Wrexham woman who beat addiction to become a counsellor wins national award
A Wrexham woman who overcame a turbulent upbringing and addiction to become a counsellor has won a national award for her dedication to learning against the odds.
50-year-old Rachel Parker was born into a chaotic home life with alcoholic parents and little support at the time for her development or schooling.
After being taken into care, Rachel left school at a young age and found her escape in drugs and alcohol.
But after years of addiction, Rachel is now clean, and on her way to achieving her dream of becoming a counsellor.
Her dedication to transforming her life has earned her the Learning for Better Health Inspire! Award, as her determination continues to inspire people.
“Drugs and alcohol took me out of my reality, but it was stunting my growth and limiting my potential,” explained Rachel.
Rachel became a young mother at 18 after giving birth to her daughter Holly who was born blind and with other severe disabilities.
It was difficult for Rachel to provide the level of care Holly needed while she was in active addiction.
After losing custody of Holly, Rachel’s life spiralled, with her addiction taking over.
Despite her addiction, Rachel had dreams of a career where she could help others. She looked up to her substance misuse counsellors: “Throughout my treatment over the years, I would often think to myself if I could stay clean, perhaps I could do their job one day.”
Rachel noticed that people found her approachable and would regularly go to her with their problems, which she always made time to listen to.
Years later, once Rachel was able to get herself clean and remain sober, she was able to start thinking about training and turning her life around.
She remembers: “It wasn’t until I began to realise that my lifestyle was killing me, that I begged my counsellor for help to get me into rehabilitation.
“Thankfully, she secured the funding, and I believe she saved my life.”
Rachel’s dream of becoming a counsellor to help others in a similar situation was reignited. In 2017, now three years clean and sober, she began training with Addysg Oedolion Cymru | Adult Learning Wales.
Nicola Holmes, from Addysg Oedolion Cymru | Adult Learning Wales, who nominated Rachel for the award said: “Rachel’s story is one of determination, dedication and personal growth.
“Rachel has had many setbacks during her journey, and at times she did have days when she doubted herself. Yet I have never met someone so determined to make a change, not only for their own future but for all those who need support just like she did all those years ago.”
Now, nine years sober, Rachel has been a qualified counsellor for a year, having completed over 100 hours of counselling to pass her diploma.
“Qualifying felt surreal, I was ecstatic and so proud of myself. What an achievement.”, says Rachel.
Every Friday, Rachel works on the Narcotics Anonymous telephone helpline as she strives to help others suffering from substance misuse, saying “I want to counsel people because I want to give back, I don’t want to be a nuisance to society.”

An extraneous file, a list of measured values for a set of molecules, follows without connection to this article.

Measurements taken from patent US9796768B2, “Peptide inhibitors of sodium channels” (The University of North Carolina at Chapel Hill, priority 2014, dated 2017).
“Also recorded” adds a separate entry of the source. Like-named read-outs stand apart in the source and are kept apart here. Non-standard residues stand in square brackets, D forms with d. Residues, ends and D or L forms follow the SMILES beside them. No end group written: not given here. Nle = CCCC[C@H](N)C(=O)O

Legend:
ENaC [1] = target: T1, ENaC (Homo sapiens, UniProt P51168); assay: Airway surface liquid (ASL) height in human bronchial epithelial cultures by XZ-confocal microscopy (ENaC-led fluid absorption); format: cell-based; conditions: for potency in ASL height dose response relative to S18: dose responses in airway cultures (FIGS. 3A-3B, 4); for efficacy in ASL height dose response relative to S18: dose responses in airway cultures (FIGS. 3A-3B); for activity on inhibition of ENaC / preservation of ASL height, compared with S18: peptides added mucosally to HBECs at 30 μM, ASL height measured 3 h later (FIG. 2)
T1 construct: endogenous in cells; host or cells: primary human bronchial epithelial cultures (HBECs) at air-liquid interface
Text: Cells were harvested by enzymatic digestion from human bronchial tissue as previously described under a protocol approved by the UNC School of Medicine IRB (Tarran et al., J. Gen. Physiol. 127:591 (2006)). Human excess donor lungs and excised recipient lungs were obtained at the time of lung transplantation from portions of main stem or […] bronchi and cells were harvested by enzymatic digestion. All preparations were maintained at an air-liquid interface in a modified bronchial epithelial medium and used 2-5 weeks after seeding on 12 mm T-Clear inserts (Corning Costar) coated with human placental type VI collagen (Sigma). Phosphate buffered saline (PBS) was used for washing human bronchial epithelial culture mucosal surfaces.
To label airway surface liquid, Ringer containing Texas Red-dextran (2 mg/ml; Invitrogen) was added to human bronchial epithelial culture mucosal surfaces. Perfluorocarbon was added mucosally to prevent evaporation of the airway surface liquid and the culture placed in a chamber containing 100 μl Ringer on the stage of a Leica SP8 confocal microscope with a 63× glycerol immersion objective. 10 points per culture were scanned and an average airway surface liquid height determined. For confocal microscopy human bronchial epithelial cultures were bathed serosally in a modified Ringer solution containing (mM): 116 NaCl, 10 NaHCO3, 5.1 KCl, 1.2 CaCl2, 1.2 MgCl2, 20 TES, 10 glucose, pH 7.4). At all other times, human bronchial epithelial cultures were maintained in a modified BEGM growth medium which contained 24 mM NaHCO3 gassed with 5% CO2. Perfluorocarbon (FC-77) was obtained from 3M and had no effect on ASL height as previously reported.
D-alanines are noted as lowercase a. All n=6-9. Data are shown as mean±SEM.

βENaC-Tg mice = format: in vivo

Rachel is a deeply religious person, and her faith has kept her strong throughout the many losses she’s endured, including the death of her daughter Holly two years after she became sober.
She has also kept great relationships with her tutors at Addysg Oedolion Cymru | Adult Learning Wales, who helped her progress through her Level 2 and 3 diplomas.
Rachel said: “I owe a huge amount of gratitude to my tutors. They helped me to regain my strength and focus to continue on to complete my Diploma and qualify as a counsellor.”
Rachel is one of 11 winners to be recognised at the 2023 Inspire! Awards. Co-ordinated by the Learning and Work Institute with support from the Welsh Government. The Inspire! Awards recognise those who have demonstrated a commitment to never stop learning.
Each Inspire! winner demonstrates how learning can offer second chances, help create new career opportunities, build confidence, and help communities become vibrant and successful.
Studying for a Level 4 diploma has been placed on hold as Rachel takes some time to deal with her health conditions, but she is still determined to pursue it, and strongly advocates for adult learning.
She said: “You’ve got to go for it and give yourself that opportunity. You’re going to meet new people, make new friends, and learn a lot about yourself, others and the world around you.
“It’s an opportunity you don’t want to deny yourself.”
Jeremy Miles, Minister for Education and Welsh Language, said: “Congratulations to this year’s Inspire! Award winners and nominees. It’s incredible to see so many individuals of different ages, from varied backgrounds, and with a range of abilities overcoming personal challenges and becoming role models for us all.
“The Inspire! Awards are a fantastic platform to showcase learners who have gone above and beyond to turn their lives around and succeed in their careers. Thanks to their hard work and dedication, this year’s winners have shown how learning can help pave the way to personal and professional success.
Joshua Miles, Director for Wales at Learning and Work Institute, said: “The Inspire! Awards serve as a reminder of how important it is to never stop learning. We live in a world that’s changing rapidly.
“Between the impact of the pandemic, the cost-of-living crisis and emergence of new technologies, nothing stays still for long. Learning helps us adapt to this change and ultimately benefit from it.
“If we keep learning and improving our skills throughout our lives, we can continue to increase our job prospects, and are more likely to secure a promotion or be able to change careers. And we know that learning is good for our self-esteem and mental health, making us feel more linked to our community.
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